Well, it’s been a week since L.A. Zine Fest and I’m still reeling from all the awesome people I met and interacted with and all the zine inspiration my eyes were bombarded with!
First of all, this was my first time even attending L.A. Zine Fest. I saw some photographs from last years event and heard many times over how loud it was. This time around, the fest was held in Helm’s Bakery, in Culver City, which, from what I could tell, seemed pretty artsy and hip. MT and I left San Diego at 5 a.m. (on the dot!) and arrived with an hour to spare before check-in. We knew it was going to be a good day when we encountered no traffic on the drive up there.
We checked in and made our way to our table, and ogled everyone else’s tables that were set up the night before. Our table mate, Ghost Ranch, had not arrived yet; in fact, we were probably the first zinesters to check in because we were there so early. It took all of 20-30 minutes or so for us to set up, but while MT and I were drawing up the sign for our table, I started to get butterflies! Maybe it was because I felt like such a newbie to this zine fest. I still feel like newbie to the zine world in general, as a matter of fact. Thankfully, the butterflies didn’t last very long and our table mate (her name is Nicole) showed up and turned out to be an awesomely nice person.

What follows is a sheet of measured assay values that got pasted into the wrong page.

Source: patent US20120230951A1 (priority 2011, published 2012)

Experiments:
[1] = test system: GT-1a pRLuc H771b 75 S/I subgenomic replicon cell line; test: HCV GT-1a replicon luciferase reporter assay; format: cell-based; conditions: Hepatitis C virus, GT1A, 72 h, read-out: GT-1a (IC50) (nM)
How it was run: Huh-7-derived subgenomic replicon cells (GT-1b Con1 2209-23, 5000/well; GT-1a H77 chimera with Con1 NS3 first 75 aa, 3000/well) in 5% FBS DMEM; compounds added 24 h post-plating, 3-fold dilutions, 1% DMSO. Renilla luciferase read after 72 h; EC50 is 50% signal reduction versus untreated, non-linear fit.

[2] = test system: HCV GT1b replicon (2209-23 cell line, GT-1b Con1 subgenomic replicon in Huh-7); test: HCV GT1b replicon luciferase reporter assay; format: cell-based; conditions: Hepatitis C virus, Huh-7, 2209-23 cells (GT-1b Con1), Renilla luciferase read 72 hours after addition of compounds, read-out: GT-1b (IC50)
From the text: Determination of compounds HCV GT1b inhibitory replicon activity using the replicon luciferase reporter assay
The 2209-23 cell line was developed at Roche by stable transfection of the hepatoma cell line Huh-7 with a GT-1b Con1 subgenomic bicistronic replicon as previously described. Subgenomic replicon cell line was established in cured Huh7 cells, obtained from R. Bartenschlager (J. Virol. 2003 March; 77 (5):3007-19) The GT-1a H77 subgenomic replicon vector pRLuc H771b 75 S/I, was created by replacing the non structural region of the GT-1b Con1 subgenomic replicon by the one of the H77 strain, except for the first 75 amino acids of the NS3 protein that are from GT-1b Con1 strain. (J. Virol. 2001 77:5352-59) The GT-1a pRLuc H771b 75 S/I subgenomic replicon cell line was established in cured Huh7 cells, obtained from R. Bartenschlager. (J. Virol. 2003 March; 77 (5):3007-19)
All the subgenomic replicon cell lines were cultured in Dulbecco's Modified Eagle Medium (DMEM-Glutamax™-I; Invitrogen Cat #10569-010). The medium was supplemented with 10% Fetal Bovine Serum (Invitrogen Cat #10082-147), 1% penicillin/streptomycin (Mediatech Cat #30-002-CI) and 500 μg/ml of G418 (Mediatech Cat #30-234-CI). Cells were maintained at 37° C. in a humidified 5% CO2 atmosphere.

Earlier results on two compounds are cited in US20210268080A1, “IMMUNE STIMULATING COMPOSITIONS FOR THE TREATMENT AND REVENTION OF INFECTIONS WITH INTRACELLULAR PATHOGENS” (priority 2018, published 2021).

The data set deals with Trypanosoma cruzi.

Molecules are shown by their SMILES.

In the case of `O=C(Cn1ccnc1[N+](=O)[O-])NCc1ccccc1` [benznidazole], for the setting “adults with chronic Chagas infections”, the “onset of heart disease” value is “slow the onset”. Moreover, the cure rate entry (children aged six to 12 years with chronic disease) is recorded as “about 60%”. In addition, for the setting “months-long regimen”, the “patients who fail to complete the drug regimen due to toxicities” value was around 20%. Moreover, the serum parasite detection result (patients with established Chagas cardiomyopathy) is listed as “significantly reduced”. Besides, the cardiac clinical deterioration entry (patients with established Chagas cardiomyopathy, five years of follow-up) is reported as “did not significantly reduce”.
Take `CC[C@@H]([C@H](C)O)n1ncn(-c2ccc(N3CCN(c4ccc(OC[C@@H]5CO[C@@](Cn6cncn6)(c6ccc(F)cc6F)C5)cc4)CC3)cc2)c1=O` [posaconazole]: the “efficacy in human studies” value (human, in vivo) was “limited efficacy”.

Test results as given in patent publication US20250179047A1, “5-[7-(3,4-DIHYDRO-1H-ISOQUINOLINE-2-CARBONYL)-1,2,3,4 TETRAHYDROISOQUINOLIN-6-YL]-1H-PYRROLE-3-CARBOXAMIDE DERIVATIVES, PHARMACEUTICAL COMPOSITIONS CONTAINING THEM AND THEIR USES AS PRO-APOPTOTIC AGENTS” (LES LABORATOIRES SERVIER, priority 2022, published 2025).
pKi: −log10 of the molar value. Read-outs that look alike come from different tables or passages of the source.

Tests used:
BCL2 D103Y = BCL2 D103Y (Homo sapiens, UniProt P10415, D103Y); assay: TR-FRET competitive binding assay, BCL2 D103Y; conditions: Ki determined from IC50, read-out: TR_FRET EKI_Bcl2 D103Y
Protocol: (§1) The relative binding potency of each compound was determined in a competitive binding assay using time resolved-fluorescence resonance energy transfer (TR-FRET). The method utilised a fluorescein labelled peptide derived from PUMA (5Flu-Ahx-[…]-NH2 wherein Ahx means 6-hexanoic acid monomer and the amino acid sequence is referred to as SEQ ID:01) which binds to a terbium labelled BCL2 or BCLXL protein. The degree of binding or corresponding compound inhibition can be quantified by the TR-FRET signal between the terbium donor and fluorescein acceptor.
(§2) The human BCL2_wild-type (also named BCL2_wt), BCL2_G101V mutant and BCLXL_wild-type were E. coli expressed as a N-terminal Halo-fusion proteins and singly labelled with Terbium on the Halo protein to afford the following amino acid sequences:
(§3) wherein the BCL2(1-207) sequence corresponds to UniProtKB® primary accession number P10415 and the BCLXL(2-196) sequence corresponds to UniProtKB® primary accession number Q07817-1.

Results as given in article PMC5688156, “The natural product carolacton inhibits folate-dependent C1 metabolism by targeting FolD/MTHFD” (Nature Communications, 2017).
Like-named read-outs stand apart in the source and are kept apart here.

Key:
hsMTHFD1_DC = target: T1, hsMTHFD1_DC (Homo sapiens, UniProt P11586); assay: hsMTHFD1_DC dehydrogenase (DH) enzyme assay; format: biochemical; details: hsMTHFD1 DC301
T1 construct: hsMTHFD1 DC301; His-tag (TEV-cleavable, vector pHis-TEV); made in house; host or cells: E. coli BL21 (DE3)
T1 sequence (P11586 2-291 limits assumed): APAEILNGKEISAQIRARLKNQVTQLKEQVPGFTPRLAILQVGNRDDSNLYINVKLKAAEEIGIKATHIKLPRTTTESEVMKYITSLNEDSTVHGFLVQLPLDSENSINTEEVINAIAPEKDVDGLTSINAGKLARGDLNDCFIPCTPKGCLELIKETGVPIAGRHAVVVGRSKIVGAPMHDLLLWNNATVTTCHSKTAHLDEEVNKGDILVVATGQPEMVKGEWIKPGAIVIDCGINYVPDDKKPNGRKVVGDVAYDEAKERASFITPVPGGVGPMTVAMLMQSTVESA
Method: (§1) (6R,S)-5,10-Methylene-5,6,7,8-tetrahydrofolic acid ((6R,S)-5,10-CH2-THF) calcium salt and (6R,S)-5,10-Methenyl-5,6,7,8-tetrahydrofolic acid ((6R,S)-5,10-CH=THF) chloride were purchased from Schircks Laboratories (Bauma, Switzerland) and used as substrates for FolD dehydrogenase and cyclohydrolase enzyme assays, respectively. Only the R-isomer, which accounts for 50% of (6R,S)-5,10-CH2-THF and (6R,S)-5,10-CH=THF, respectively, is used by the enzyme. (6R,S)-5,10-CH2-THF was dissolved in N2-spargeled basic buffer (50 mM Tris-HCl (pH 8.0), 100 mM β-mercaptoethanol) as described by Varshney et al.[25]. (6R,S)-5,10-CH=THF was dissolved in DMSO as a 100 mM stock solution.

The L.A. Zine Fest crew seemed to have the whole event under control. LAZF was set up in two huge rooms with the hallway entrance turned into an art gallery and panel discussion space. Thankfully there was a row of port-a-potty’s around the corner (they said “organic” port-a-potty’s, but what makes it “organic“?), free coffee, a table with free zines at the entrance, a gaming area, tables for attendees to make their own zines and buttons and a zine library that included donations from tablers at LAZF 2014.
I’m not sure that I necessarily had a specific intention with tabling at L.A. Zine Fest. I knew it would be my chance to meet a handful of zinesters that I’d been in contact with via emails and whatnot, so that was really exciting. Of course I wanted to sell zines, but that was definitely not my focus. I think it all came together after I attended the panel discussion, “Black Hill Press Presents: Zine to Publishing”. Prominent zinesters turned artists, or vice versa, Yumi Sakugawa, Mark Todd, Esther Pearl Watson, Tomas Moniz (Rad Dad) and Kevin Staniec talked about their entree into the zine world and where it has taken them in their lives. It seemed, to me, that the main idea was to use events like zine fests to meet other people with the same interests who can encourage you and share ideas with and to, most importantly, stay true to your art and share it with the world.
In retrospect, sure that bit of advice seems fairly obvious, but it doesn’t hurt to be reminded every once in a while just to keep on truckin’, keep the faith, keep the confidence, keep creating, keep sharing…
I left L.Z. Zine Fest feeling accomplished and invigorated- mission accomplished!
More photos here…